Ruth Murray-Webster and Peter Simon
Sometime ago we found ourselves talking to two of the UK’s ‘elder statesmen’ of project management. We were discussing the role of the Project Manager and the range of skills and capabilities needed to be good at their job.
To cut a very long story short, a statement was made by us that a Project Manager should ideally be involved in a project from ‘end to end’, i.e. from formation of the business case through to benefits realisation and as such they needed all the skills and capabilities to be able to do this.
To our utter amazement one of the ‘elder statesmen’ exclaimed ‘Since when has the business case had anything to do with the Project Manager!’ At which point the other ‘elder statesman’ said ‘things are different now - project management is not just about building bridges you know’.
Is this perception that the business case is nothing to do with the Project Manager just a thing of the past or is it still a factor in the management of projects? Unfortunately we observe that it is still very much a factor.
Since the original exclamation we have been heavily involved with the APM in the development of the Practitioner Qualification that tests a candidate’s ability to manage a small to medium sized non-complex project from start (business case) to finish (benefits realisation). We have now observed over 100 candidates participating in this assessment centre based examination and although over 60% have been successful, less than 20% of them are practising ‘full life cycle’ Project Managers.
So does it matter if a Project Manager understands not only why a business case is put together but also what it contains and how it links to the preparation of the plans for which they are responsible? We think that the answer is undoubtedly YES. Does it matter if the Project Manager understands what benefits are sought from the project and how those benefi ts will be achieved? Again we think the answer is a resounding YES and this is why.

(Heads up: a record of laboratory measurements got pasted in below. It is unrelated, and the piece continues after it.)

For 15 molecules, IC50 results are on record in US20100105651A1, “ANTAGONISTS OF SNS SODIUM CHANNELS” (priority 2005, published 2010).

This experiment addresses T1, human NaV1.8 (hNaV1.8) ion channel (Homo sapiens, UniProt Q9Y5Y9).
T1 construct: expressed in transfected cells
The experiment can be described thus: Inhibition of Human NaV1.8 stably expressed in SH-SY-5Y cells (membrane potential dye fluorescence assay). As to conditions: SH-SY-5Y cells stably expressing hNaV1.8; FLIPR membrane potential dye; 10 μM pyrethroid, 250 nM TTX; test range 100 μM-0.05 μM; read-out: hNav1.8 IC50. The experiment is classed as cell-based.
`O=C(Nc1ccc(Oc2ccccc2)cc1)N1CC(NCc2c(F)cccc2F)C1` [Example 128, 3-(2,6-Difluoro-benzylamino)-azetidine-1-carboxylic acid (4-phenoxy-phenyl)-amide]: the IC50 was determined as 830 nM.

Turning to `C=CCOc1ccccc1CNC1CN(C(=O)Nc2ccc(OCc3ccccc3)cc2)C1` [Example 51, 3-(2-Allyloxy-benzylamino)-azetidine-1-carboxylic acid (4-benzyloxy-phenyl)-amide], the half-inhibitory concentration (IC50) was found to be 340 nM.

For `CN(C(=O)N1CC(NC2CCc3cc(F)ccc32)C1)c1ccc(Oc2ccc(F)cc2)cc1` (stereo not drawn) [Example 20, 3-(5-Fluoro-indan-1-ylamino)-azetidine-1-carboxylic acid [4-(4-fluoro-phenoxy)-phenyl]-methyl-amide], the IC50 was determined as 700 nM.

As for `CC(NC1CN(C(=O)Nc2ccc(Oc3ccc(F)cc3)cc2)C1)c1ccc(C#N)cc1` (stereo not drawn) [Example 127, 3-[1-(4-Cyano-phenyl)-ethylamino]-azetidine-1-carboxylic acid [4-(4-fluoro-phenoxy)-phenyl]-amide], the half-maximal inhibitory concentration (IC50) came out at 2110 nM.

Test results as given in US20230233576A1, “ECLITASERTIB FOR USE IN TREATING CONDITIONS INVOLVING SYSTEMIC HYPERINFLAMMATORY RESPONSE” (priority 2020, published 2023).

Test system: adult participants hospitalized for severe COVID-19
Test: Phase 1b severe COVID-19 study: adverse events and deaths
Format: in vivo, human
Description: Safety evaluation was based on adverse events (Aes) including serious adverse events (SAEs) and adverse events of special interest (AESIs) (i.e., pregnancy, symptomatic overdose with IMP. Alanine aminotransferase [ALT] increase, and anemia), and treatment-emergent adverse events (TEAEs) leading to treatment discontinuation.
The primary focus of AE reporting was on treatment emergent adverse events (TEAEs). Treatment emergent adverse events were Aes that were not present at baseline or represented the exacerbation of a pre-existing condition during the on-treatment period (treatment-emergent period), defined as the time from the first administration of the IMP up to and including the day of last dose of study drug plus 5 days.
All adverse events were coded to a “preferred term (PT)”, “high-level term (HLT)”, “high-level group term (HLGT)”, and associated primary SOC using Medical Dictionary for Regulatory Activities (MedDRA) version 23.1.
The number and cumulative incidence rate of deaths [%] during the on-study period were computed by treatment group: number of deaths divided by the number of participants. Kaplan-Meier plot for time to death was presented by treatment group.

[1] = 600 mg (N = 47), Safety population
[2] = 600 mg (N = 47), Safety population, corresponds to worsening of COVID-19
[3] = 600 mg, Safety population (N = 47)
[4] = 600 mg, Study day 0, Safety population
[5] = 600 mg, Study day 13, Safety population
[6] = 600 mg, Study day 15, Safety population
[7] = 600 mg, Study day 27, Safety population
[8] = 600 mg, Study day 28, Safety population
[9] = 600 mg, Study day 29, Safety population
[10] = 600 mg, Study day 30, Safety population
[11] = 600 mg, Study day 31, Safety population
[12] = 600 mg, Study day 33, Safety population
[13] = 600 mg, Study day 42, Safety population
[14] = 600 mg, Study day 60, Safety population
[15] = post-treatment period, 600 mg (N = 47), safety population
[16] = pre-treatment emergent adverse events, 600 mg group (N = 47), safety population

Although we don’t argue with the theory that the project sponsor is accountable for the business case with the Project Manager ‘only’ being responsible for delivering the project’s products to meet the requirements contained in the business case, we do argue that project management can only be truly effective if there is a partnership and understanding between project sponsor and Project Manager. Project governance in practice is rarely as ‘cut and dried’ as some textbooks would have us believe.
The reality is that the most robust business cases bring together the views of the operational manager with the views of the people who will make the change happen. Many Project Managers are very experienced in the world in which they operate and they can have a very important view on the achievability of the business case. They can also have a view on the best way to solve the problem or opportunity as set out in the business case.
Furthermore, throughout the life cycle of the project the Project Manager will need to make decisions. Decisions to take longer, do things quicker, spend money, save money, improve quality or allow quality to be downgraded. A Project Manager will make better, informed decisions if they understand WHY the project is being undertaken. What is the point of reducing quality, therefore saving both time and money, if that means that the product is no longer ‘fit for purpose’ and as such will not meet the business case and not realise the desired benefits.
There is one final point to add. Too many of the businesses we see who deliver projects as their ‘bread and butter’, i.e. the project is delivering to an external rather than internal client, fail to have an ‘internal’ business case at all. If the only business case for the project is what the external client wants, how are the interests of the internal business being addressed? What are the benefits for the performing organisation - or don’t they care?! The answer is for all organisations to focus much more effort on the front end, involving project management and business expertise in the formulation of the business case and focusing attention on business benefits - not just for the ‘client’ but for all.
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